Today is Judy Moody’s birthday. Celebrate on Saturday, April 4 – Stink and Judy Moody Day from 11 a.m. to 1 p.m. at The Blue Bunny – 577 High Street, Dedham Square, Dedham, Massachusetts. Learn to draw Stink and Judy Moody with illustrator Peter H. Reynolds along with other fun activities.

Judy Moody Book 1Now that my boys have learned to read chapter books, they grab every opportunity to do so, choosing books on subjects they love. Admittedly, it’s a nice habit, but their preferred reading materials consist predominantly of Star Wars and Clone Wars in every form: novels, DK books, comics, movie covers, and the newspaper. Since they are Star Wars obsessed–and there seems to be an endless supply of Star Wars books, with more being written all the time–I encourage and welcome a little diversity in their reading diet.

There are a number of chapter books available for young readers; however, I’ve found it challenging to find ones that captivate my kids’ interest. My boys have explored a few series but very few stand out (please share your favorites in the comments). I like the Magic Tree House collection more than they did. They enjoyed Captain Underpants, but I could do without the bad grammar and rude humor. And Junie B. Jones, although quite popular, is another series with bad grammar that features a main character who frequently gets into trouble and gets sent to the principal’s office.

Recently my son Ethan discovered Judy Moody, a series of eight books, one activity book, and one journal written by Megan McDonald and illustrated by Peter H. Reynolds. In between his Star Wars books, he read all eight books (at least once) in just a few weeks. I am in the Judy Moody fan club because Judy, the heroine in the story, managed to divert my son’s attention away from his sci-fi thrillers. She is engaging and funny, has her share of real moods, and seems like someone you would want to have for a friend. She is the only member of her class to have a Venus flytrap as a favorite pet, she collects band-aids and pizza tables, she loves her teacher and idolizes the first woman to become a doctor, and she formed the T.P. club with her best friend Rocky.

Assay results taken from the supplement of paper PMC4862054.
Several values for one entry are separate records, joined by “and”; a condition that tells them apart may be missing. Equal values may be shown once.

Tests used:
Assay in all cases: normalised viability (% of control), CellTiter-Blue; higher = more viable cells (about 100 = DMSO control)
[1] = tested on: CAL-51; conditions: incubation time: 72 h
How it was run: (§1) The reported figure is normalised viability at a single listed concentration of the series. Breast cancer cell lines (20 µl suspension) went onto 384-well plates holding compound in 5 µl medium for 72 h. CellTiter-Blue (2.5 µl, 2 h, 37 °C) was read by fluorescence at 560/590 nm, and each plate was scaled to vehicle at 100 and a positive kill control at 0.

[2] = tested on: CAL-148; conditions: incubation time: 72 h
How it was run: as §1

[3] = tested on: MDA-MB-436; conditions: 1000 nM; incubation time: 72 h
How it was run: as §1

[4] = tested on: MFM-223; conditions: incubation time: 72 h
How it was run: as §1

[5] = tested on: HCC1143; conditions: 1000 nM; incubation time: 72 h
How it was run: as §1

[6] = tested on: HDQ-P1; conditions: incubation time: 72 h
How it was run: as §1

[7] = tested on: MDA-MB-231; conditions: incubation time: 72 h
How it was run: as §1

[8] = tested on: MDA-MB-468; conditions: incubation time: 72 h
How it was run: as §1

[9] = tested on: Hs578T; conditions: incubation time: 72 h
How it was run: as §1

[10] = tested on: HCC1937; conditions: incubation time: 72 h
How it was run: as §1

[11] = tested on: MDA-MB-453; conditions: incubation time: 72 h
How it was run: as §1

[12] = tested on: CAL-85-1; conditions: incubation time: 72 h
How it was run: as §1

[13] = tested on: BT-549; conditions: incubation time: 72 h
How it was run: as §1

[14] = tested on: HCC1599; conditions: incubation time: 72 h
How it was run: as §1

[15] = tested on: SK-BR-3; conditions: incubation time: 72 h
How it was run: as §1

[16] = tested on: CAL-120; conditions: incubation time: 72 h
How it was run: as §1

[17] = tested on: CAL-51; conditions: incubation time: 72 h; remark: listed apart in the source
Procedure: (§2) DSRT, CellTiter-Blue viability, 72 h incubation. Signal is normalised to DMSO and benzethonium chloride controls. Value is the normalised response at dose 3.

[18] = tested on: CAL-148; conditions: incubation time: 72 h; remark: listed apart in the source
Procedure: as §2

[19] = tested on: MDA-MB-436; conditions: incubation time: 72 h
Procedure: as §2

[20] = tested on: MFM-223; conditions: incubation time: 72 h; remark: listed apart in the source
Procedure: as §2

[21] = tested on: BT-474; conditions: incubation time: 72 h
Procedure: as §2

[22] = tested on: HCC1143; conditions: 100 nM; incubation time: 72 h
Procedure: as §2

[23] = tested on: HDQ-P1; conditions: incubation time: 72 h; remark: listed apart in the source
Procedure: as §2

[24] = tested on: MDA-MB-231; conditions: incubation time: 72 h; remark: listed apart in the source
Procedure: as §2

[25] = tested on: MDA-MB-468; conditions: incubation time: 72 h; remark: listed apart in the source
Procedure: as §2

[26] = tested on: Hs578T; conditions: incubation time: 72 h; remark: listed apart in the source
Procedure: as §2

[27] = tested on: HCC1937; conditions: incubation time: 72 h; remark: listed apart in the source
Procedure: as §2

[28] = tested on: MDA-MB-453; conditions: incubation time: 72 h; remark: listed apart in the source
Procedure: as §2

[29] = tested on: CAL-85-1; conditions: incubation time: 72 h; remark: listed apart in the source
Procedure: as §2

One of my criteria for judging a good book for kids is whether the story continues to inspire and engage them once they have finished reading it. In our house that can mean dressing up in costumes, drawing, reliving the story with toys, writing their own book, or discussing the characters with us or with their friends. When my son finished reading Judy Moody, he made his own “me-collage,” started his own collections, and loved completing the activity book, Judy Moody’s Double Rare Way Not Boring Book of Fun Stuff to Do.

Ethan is still Star Wars obsessed but his passion for Judy Moody is strong and contagious. Now his brother and their friends are reading their way though the series. I applaud Megan McDonald and Peter H. Reynolds for creating such a lovable and heroic character that is powerful enough to share the bookshelf with the Jedi.

If you love Judy Moody too, you and your kids will have fun visitng the  Judy Moody website, discover all her books, join the fan club, download activities to do “offline” and learn more about her brother, Stink, and his book series.